6 Tips for Explaining Your Chronic Illness to a New Friend


Explaining your chronic illness to a new friend or family member can sometimes be quite an anxiety-ridden process. You never know how this person will react to your illness. Will they be supportive, judgmental or just not care at all? As someone with multiple autoimmune diseases, I’ve come across all of these scenarios.  

When you have a disease such as lupus, you may find that most people don’t know anything about it. This is not only an opportunity for you to educate and spread awareness, but also for this person to understand how to be a good friend to you, if they so choose.     

Unfortunately, you will come across people who do not want anything to do with someone who has a chronic illness. They may have a preconceived notion that you will be “needy,” so they don’t even try to be empathetic to your situation. I am not offended by these types of people. Not everyone is strong enough, selfless enough or willing enough to be a good friend to someone with a chronic illness.

Here are some tips I hope can help you through the process of explaining your chronic illness to a friend or loved one:

1. Try to have a one-on-one conversation; this will help you and your friend not feel overwhelmed by discussing something so personal around someone else.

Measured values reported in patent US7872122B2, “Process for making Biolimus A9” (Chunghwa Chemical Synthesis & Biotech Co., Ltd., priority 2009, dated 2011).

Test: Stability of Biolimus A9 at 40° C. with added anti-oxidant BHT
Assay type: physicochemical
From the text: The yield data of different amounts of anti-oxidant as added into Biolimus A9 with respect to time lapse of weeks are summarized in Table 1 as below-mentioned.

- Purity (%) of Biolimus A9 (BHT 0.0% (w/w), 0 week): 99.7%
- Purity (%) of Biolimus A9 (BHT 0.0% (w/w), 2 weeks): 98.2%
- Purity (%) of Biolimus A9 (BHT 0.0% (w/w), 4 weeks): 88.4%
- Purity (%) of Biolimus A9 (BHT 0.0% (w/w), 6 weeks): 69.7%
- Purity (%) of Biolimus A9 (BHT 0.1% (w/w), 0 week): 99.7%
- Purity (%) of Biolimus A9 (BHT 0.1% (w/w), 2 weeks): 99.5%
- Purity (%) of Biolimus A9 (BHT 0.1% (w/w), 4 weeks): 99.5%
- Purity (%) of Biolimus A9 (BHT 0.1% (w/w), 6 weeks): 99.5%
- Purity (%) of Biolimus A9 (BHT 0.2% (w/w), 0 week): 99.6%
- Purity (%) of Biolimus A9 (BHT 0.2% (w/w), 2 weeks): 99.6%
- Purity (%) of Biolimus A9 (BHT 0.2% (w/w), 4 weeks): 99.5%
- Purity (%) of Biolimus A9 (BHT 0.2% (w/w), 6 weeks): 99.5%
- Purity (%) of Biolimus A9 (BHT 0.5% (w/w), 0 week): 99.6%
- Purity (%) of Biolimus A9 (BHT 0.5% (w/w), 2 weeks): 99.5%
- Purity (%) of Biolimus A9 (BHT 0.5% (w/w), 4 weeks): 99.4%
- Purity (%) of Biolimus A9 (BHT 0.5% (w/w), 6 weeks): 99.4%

2. Throughout your conversation, make sure to ask if they understand or if they have any questions about the information you are telling them. Try to remember you may have felt just as confused or unsure when you first received the news.

3. If they have not heard of your illness, you could assure them you didn’t quite understand it at first either so they don’t feel intimidated or embarrassed by being unaware of your disease. Remember, many of us may have had no clue what our disease was until we were diagnosed.

4. I like to have some websites in mind when I am first telling someone about my illness — ones that have great information for someone new to the disease and offer advice for friends and loved ones of someone with a chronic illness. This person may want to research your illness and learn more information so they can be a better friend to you and understand your situation.

5. Explain how your disease may affect your ability to attend events. I find this very important because I like to be upfront with friends; this way, they are not expecting anything from me I cannot do. I like to tell them I cannot promise to make it to every event, but I will always try my best to be there when I can.

6. Always allow your friend or loved one time to digest the information they have been given. Let them know you are there if they have any questions at a later time and are always open to discussing any concerns or questions they may have regarding your illness.

I find being very open from the beginning can be a great start to any friendship, especially one in which one friend has a chronic illness. If you allow someone to fully understand your situation from the start, this will enable them to be a better friend in return.


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